Deficit Arising Due to Social Obligations
(a) Deficit not covered by the regular telecom pricing mechanism
The diagram above shows three different price levels, namely,
There are two components to the deficit. One is the deficit arising due to the difference between Bar A and Bar B, and the other is due to the difference between Bar B and Bar C. In the case of the latter deficit, it is clear that the deficit arises because of social objectives.
The deficit between A and B could be funded through an increase in rental or in tariff, or both. However, in order to encourage a rise in teledensity (or to provide universal service), the increase in rental might be limited up to a particular level. The other option is to increase the tariff. To the extent that a cap in the rise in tariff is put for social reasons, the deficit is again due to emphasis on social objectives. Otherwise, the price could be increased to cover the difference between A and B in the diagram above. Thus, even if there is a deficit due to the first reason, i.e. due to a gap between A and B not being covered by rental or by an increase in price (i.e. an increase in B), this deficit would arise for social reasons.
(b) Certain aspects relating to universal service obligation
The discussion above has certain implications for the calculation of the cost of meeting universal service obligations (USO). For simplification, without addressing the issue of the exact content of USO, consider the situation given below.
In the diagram above, CC shows the forward-looking cost of linking up and providing some basic telecom service to different subscribers. The subscribers are arranged in the order of increasing costs. CC is similar to a marginal (or addition to total) cost of linking up the different subscribers to the network. The average cost of doing so is given by AA, which will be below CC. For simplification, we can consider the normal commercial return to be linked to the average cost, i.e. to AA.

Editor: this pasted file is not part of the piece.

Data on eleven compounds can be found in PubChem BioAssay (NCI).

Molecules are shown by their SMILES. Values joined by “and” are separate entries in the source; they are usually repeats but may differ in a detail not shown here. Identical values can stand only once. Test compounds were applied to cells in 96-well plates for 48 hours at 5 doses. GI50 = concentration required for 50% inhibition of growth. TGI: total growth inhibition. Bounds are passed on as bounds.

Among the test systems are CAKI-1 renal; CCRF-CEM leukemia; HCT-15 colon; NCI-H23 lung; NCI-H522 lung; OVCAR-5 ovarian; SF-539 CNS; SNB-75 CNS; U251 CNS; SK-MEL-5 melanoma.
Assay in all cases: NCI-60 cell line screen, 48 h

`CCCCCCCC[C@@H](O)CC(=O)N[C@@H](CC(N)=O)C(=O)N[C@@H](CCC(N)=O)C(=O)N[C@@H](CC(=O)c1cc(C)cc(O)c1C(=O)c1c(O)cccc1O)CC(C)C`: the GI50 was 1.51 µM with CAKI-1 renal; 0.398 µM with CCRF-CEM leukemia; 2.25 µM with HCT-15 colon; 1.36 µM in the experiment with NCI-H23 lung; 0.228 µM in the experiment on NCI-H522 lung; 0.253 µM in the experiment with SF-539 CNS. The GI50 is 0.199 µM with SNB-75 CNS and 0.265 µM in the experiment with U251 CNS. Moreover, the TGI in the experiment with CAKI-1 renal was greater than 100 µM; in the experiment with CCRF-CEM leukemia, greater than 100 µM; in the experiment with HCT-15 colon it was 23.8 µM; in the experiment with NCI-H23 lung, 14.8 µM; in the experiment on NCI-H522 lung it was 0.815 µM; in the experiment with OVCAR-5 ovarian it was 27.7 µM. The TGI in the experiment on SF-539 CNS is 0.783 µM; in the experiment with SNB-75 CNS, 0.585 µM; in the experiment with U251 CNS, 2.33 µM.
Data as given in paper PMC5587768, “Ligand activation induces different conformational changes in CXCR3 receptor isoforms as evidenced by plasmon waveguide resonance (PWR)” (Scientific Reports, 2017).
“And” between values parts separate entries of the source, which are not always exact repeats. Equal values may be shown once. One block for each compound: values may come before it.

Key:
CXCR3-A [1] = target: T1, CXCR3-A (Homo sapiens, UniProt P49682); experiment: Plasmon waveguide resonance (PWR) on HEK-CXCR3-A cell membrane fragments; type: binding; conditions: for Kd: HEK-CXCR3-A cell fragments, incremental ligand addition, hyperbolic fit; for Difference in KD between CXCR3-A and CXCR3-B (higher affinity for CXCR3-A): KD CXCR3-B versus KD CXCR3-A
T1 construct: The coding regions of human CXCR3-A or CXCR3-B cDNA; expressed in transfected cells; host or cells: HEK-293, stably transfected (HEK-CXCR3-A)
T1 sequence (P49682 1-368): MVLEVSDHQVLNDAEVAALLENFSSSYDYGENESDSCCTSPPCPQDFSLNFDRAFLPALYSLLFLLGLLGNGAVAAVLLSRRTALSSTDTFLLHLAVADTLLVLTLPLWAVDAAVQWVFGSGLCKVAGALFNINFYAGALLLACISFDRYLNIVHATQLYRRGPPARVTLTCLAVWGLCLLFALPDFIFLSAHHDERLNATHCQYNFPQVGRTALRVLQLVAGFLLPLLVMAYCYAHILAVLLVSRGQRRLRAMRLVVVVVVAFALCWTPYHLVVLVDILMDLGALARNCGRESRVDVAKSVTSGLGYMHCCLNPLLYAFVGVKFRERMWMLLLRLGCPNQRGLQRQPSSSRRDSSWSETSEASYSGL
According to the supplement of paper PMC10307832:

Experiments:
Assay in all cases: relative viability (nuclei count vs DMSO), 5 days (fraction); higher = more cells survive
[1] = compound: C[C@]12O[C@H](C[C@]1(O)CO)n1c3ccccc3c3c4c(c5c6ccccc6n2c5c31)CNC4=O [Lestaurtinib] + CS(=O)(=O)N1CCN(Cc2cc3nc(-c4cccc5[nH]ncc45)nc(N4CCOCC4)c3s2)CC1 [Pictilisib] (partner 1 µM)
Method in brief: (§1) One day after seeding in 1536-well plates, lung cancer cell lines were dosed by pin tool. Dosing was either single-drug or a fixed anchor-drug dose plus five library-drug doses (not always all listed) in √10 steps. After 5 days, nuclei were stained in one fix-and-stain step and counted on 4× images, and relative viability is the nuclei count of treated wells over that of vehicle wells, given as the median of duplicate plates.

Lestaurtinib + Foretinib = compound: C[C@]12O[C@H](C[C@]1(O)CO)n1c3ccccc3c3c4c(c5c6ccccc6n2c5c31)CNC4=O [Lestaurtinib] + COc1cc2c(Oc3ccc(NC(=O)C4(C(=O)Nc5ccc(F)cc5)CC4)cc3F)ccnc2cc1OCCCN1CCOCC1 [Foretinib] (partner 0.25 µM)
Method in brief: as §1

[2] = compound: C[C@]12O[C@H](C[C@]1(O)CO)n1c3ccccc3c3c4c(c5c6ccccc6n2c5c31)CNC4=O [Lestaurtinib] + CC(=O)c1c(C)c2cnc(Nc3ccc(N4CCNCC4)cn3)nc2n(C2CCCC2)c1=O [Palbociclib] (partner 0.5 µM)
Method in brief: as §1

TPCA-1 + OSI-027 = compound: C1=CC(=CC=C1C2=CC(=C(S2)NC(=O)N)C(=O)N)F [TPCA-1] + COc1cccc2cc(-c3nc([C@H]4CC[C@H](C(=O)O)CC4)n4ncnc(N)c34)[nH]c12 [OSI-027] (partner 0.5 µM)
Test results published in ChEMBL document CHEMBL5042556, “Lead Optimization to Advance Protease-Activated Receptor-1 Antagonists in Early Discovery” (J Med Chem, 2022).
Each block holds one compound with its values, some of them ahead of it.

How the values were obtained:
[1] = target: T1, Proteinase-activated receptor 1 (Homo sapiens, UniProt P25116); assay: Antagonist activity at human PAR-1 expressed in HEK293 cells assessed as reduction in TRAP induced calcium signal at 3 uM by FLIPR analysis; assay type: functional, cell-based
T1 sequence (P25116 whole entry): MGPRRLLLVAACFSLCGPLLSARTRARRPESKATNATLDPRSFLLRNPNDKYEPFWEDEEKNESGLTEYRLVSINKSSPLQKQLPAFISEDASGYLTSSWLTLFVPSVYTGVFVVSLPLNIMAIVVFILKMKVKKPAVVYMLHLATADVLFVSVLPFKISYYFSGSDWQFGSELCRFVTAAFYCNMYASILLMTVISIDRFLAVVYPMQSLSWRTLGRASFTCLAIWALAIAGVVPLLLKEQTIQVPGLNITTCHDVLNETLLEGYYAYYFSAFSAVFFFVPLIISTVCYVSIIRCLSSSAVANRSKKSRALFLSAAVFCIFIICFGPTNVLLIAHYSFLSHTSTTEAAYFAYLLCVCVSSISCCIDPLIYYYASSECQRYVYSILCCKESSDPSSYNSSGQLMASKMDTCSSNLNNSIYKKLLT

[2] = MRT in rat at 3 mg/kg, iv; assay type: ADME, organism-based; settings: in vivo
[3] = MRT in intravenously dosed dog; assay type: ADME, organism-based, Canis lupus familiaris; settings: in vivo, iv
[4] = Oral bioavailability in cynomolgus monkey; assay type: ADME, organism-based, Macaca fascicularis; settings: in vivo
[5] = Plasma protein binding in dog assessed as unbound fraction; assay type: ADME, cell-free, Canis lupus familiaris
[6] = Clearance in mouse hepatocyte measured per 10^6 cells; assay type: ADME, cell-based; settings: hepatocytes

Suppose OQ subscribers have to be linked to the network. The line RR shows the per subscriber average revenue obtained by the operator, which includes a rental per subscriber and an average estimate for revenue from a cost-based benchmark price. The position of RR is such that a reasonable commercial return is provided to the operator. In the diagram above, this return is shown by the area of the rectangle formed by RRAA (not drawn in the Figure).
One way of considering the cost of USO would be to calculate the net costs (i.e. costs not covered by returns) which arise when the high cost segments are covered. In the diagram above, this would correspond to the triangle BCA, which shows the deficit arising due to linking up Q1Q subscribers because the costs of linking them are more than the average return from the link up.
A noteworthy feature of this situation is that the point B in the diagram above is based on the principle of profit maximization (or marginal cost equal to marginal revenue), but the price RR is determined on the principle of reasonable commercial return. This reasonable commercial returns is based on average costs AA, which incorporate the average effect of the cost BC in the diagram above. If in addition to the reasonable return, a revenue equal to BCA were to be provided to the operators, the total revenue would exceed the previously determined reasonable commercial return. Three different options could be considered in this context.
Retain price RR, and provide the additional revenue corresponding to BCA. Take this additional payment into account in a price cap type of mechanism, keeping in mind also the funding required for the deficit arising due to Bar B minus Bar C above.
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